Ting cuts costs by charging customers only for the cellular service they actually use — not what consumers signed up for. The company says the average wireless plan costs users $23 a month.

Ting also buys access to Sprint's mobile network. But CEO Elliot Noss says he can't convince a Canadian telecom to grant him access in Canada.

"We would love any crack that would allow us to enter this market," he says.
Elliot Noss is CEO of Toronto cellphone company Ting. It provides phone plans only to U.S. customers. (Ting)

Noss adds that he isn't holding out much hope because he believes the Liberal government isn't interested in helping MVNOs set up shop in Canada.

The Ministry of Innovation, Science and Economic Development told CBC News that the government is working to support competition and choice in the mobile market.

"[MVNOs] are not barred from offering services; in fact, there are some operating in Canada today," said ministry spokesperson Sabrina Foran in an email to CBC News.

Sugar Mobile on the rocks?

Many Canadian MVNOs, such as Fido, Koodo and Solo are owned by one of the big three telecoms. Some others only offer niche products like prepaid plans.

The Canadian Network Operators Consortium says the U.S. is home to dozens of MVNOs and that many of them are independent.

One of the few independents operating in Canada and offering monthly plans is upstart Sugar Mobile. But it could soon disappear due to a dispute with Rogers.

Similar to TextNow, Sugar Mobile offers Canadians mobile plans for $19 a month by using a combination of Wi-Fi and network access from the big providers.

Sugar Mobile gets that network access through its parent operation, Ice Wireless. That company provides cellular service in Canada's North. The big telecoms grant the company network access so its customers have roaming service when travelling.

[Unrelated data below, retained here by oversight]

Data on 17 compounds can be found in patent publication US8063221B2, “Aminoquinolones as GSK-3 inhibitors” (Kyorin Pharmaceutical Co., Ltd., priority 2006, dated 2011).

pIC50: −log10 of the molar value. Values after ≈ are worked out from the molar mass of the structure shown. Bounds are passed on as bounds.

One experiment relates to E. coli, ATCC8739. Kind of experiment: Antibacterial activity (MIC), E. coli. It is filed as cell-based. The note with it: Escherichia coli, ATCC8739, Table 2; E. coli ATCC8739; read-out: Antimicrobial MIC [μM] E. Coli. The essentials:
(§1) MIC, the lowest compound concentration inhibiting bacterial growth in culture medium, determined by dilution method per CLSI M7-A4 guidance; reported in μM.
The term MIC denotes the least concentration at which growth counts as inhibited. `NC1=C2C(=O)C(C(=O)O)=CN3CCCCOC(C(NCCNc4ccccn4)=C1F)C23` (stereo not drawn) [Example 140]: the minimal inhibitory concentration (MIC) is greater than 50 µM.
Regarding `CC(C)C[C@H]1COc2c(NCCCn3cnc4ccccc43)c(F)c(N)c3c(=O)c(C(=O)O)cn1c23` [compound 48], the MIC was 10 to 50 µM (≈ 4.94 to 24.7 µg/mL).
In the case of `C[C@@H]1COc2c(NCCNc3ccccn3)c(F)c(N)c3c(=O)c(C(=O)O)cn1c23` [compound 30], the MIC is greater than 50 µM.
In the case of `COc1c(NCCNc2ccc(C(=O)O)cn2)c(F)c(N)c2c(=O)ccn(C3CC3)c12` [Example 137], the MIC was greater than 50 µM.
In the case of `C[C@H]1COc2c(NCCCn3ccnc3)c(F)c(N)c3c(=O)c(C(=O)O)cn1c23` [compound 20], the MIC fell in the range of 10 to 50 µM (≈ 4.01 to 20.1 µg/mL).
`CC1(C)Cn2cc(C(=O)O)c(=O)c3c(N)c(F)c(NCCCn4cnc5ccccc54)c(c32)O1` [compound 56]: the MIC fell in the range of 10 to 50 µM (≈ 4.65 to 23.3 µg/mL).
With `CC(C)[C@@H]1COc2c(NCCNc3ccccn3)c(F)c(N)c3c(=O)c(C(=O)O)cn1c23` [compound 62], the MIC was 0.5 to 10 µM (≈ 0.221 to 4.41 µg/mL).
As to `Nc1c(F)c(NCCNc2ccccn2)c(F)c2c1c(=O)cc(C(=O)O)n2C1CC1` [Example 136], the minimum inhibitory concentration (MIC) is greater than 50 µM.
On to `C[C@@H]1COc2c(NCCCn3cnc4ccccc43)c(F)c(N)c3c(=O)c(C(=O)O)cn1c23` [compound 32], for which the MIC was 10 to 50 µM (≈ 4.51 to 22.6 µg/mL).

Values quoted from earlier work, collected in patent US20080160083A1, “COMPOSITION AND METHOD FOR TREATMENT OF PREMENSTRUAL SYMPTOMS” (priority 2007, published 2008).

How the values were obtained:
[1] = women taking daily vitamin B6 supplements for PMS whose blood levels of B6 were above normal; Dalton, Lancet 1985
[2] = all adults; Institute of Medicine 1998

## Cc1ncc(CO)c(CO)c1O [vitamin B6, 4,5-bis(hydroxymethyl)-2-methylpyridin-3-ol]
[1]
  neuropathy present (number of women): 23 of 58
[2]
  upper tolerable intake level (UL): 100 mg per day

But Rogers alleges Sugar Mobile's using its network for the upstart's new $19 venture is a violation of Rogers' roaming agreement with Ice Wireless.

The case is now before the CRTC. Both Bell and Telus have made submissions, siding with Rogers.

Sugar Mobile CEO Samer Bishay says the dispute is already hurting business; the company has halted its marketing plans while it waits for word on its fate.
Samer Bishay is CEO of Sugar Mobile, based in Markham, Ont. (CBC)

"It's very hard to do mobile business here in Canada," he says.

Bishay adds that if he loses network access for Sugar Mobile, he'll consider moving the operation to the U.S.

And that would be just one more cheap cellphone plan for U.S. customers like Thornton to choose from. While she subscribes to TextNow, she says her housemate is looking at Ting.

"It certainly seems sad that you have Canadians with wonderful business ideas who can't offer those services to their fellow Canadians," she says.


Sophia Harris

Business reporter

Based in Toronto, Sophia Harris covers consumer and business for CBC News web, radio and TV. She previously worked as a CBC videojournalist in the Maritimes where she won an Atlantic Journalism Award for her work. Contact: